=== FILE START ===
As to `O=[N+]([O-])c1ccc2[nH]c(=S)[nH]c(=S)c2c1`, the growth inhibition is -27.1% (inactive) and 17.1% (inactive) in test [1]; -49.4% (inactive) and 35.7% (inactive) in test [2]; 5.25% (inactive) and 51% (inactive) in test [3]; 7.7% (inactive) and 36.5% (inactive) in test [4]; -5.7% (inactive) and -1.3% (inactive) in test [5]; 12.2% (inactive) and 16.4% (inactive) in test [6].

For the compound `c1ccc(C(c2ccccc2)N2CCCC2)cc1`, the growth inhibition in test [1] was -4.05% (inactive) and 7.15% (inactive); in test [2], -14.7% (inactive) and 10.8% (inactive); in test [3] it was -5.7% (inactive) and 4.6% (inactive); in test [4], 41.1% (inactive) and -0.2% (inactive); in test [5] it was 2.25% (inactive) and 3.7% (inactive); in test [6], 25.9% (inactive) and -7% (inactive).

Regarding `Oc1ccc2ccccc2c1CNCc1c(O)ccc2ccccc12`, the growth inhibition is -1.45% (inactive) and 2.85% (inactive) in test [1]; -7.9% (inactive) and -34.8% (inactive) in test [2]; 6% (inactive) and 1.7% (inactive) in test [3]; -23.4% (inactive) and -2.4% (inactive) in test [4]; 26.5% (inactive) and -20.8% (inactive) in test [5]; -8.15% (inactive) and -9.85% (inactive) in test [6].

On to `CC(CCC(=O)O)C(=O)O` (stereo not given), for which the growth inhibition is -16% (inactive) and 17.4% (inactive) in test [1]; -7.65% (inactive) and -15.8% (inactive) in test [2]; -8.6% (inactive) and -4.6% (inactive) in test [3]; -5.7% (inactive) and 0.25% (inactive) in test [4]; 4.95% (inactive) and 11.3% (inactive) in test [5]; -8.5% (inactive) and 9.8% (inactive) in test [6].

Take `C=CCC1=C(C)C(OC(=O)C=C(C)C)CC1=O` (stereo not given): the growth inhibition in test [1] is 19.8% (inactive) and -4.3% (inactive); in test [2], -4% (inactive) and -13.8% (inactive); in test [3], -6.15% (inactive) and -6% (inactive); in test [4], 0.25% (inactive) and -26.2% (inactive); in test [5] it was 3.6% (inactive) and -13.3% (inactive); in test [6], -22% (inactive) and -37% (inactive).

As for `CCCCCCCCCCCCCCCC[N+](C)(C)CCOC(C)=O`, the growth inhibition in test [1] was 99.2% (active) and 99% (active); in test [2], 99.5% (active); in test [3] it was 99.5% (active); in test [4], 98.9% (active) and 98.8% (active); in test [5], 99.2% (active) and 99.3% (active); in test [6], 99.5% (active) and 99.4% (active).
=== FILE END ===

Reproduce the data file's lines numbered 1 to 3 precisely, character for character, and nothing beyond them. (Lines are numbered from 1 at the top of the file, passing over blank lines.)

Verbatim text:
As to `O=[N+]([O-])c1ccc2[nH]c(=S)[nH]c(=S)c2c1`, the growth inhibition is -27.1% (inactive) and 17.1% (inactive) in test [1]; -49.4% (inactive) and 35.7% (inactive) in test [2]; 5.25% (inactive) and 51% (inactive) in test [3]; 7.7% (inactive) and 36.5% (inactive) in test [4]; -5.7% (inactive) and -1.3% (inactive) in test [5]; 12.2% (inactive) and 16.4% (inactive) in test [6].

For the compound `c1ccc(C(c2ccccc2)N2CCCC2)cc1`, the growth inhibition in test [1] was -4.05% (inactive) and 7.15% (inactive); in test [2], -14.7% (inactive) and 10.8% (inactive); in test [3] it was -5.7% (inactive) and 4.6% (inactive); in test [4], 41.1% (inactive) and -0.2% (inactive); in test [5] it was 2.25% (inactive) and 3.7% (inactive); in test [6], 25.9% (inactive) and -7% (inactive).

Regarding `Oc1ccc2ccccc2c1CNCc1c(O)ccc2ccccc12`, the growth inhibition is -1.45% (inactive) and 2.85% (inactive) in test [1]; -7.9% (inactive) and -34.8% (inactive) in test [2]; 6% (inactive) and 1.7% (inactive) in test [3]; -23.4% (inactive) and -2.4% (inactive) in test [4]; 26.5% (inactive) and -20.8% (inactive) in test [5]; -8.15% (inactive) and -9.85% (inactive) in test [6].